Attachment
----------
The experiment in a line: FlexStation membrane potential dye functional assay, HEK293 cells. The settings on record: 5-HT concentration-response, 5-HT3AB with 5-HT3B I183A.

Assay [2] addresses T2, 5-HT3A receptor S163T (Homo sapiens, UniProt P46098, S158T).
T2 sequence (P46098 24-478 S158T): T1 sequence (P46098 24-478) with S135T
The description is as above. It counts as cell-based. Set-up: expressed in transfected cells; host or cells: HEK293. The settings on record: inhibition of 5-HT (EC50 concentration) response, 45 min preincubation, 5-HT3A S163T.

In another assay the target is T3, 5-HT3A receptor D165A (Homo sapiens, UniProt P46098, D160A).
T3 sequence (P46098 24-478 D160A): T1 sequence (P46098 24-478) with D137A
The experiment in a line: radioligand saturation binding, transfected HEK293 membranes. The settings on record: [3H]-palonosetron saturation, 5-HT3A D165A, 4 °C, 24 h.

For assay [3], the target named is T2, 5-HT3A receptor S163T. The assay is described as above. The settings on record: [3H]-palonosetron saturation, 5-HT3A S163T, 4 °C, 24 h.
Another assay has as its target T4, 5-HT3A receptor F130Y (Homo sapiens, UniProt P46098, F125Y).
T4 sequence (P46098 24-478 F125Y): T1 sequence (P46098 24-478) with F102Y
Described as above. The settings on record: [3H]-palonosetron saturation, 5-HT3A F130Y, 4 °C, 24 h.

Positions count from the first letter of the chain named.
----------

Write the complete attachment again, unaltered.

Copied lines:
The experiment in a line: FlexStation membrane potential dye functional assay, HEK293 cells. The settings on record: 5-HT concentration-response, 5-HT3AB with 5-HT3B I183A.

Assay [2] addresses T2, 5-HT3A receptor S163T (Homo sapiens, UniProt P46098, S158T).
T2 sequence (P46098 24-478 S158T): T1 sequence (P46098 24-478) with S135T
The description is as above. It counts as cell-based. Set-up: expressed in transfected cells; host or cells: HEK293. The settings on record: inhibition of 5-HT (EC50 concentration) response, 45 min preincubation, 5-HT3A S163T.

In another assay the target is T3, 5-HT3A receptor D165A (Homo sapiens, UniProt P46098, D160A).
T3 sequence (P46098 24-478 D160A): T1 sequence (P46098 24-478) with D137A
The experiment in a line: radioligand saturation binding, transfected HEK293 membranes. The settings on record: [3H]-palonosetron saturation, 5-HT3A D165A, 4 °C, 24 h.

For assay [3], the target named is T2, 5-HT3A receptor S163T. The assay is described as above. The settings on record: [3H]-palonosetron saturation, 5-HT3A S163T, 4 °C, 24 h.
Another assay has as its target T4, 5-HT3A receptor F130Y (Homo sapiens, UniProt P46098, F125Y).
T4 sequence (P46098 24-478 F125Y): T1 sequence (P46098 24-478) with F102Y
Described as above. The settings on record: [3H]-palonosetron saturation, 5-HT3A F130Y, 4 °C, 24 h.

Positions count from the first letter of the chain named.